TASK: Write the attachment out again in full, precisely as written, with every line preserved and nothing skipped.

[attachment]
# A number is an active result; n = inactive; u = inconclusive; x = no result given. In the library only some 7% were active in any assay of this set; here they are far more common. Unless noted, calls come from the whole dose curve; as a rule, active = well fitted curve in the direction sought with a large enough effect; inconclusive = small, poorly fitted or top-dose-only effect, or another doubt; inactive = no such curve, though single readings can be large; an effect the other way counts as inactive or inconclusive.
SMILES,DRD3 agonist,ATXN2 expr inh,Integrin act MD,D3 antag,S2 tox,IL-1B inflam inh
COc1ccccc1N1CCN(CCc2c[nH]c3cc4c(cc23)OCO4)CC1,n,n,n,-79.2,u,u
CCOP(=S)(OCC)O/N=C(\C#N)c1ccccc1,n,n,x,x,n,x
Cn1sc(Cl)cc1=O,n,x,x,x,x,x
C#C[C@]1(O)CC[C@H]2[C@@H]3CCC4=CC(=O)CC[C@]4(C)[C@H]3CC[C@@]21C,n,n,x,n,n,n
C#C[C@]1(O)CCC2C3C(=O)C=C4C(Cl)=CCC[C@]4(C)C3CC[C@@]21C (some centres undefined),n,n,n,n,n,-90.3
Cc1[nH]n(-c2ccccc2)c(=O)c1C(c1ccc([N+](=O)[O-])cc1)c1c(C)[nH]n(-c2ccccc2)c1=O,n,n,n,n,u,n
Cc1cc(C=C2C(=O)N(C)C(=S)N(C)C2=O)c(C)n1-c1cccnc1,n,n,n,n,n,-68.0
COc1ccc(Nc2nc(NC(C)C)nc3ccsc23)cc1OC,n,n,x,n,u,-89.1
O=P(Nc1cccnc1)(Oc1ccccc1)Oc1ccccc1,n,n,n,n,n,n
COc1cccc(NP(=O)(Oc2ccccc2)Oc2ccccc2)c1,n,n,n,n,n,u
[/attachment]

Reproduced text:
# A number is an active result; n = inactive; u = inconclusive; x = no result given. In the library only some 7% were active in any assay of this set; here they are far more common. Unless noted, calls come from the whole dose curve; as a rule, active = well fitted curve in the direction sought with a large enough effect; inconclusive = small, poorly fitted or top-dose-only effect, or another doubt; inactive = no such curve, though single readings can be large; an effect the other way counts as inactive or inconclusive.
SMILES,DRD3 agonist,ATXN2 expr inh,Integrin act MD,D3 antag,S2 tox,IL-1B inflam inh
COc1ccccc1N1CCN(CCc2c[nH]c3cc4c(cc23)OCO4)CC1,n,n,n,-79.2,u,u
CCOP(=S)(OCC)O/N=C(\C#N)c1ccccc1,n,n,x,x,n,x
Cn1sc(Cl)cc1=O,n,x,x,x,x,x
C#C[C@]1(O)CC[C@H]2[C@@H]3CCC4=CC(=O)CC[C@]4(C)[C@H]3CC[C@@]21C,n,n,x,n,n,n
C#C[C@]1(O)CCC2C3C(=O)C=C4C(Cl)=CCC[C@]4(C)C3CC[C@@]21C (some centres undefined),n,n,n,n,n,-90.3
Cc1[nH]n(-c2ccccc2)c(=O)c1C(c1ccc([N+](=O)[O-])cc1)c1c(C)[nH]n(-c2ccccc2)c1=O,n,n,n,n,u,n
Cc1cc(C=C2C(=O)N(C)C(=S)N(C)C2=O)c(C)n1-c1cccnc1,n,n,n,n,n,-68.0
COc1ccc(Nc2nc(NC(C)C)nc3ccsc23)cc1OC,n,n,x,n,u,-89.1
O=P(Nc1cccnc1)(Oc1ccccc1)Oc1ccccc1,n,n,n,n,n,n
COc1cccc(NP(=O)(Oc2ccccc2)Oc2ccccc2)c1,n,n,n,n,n,u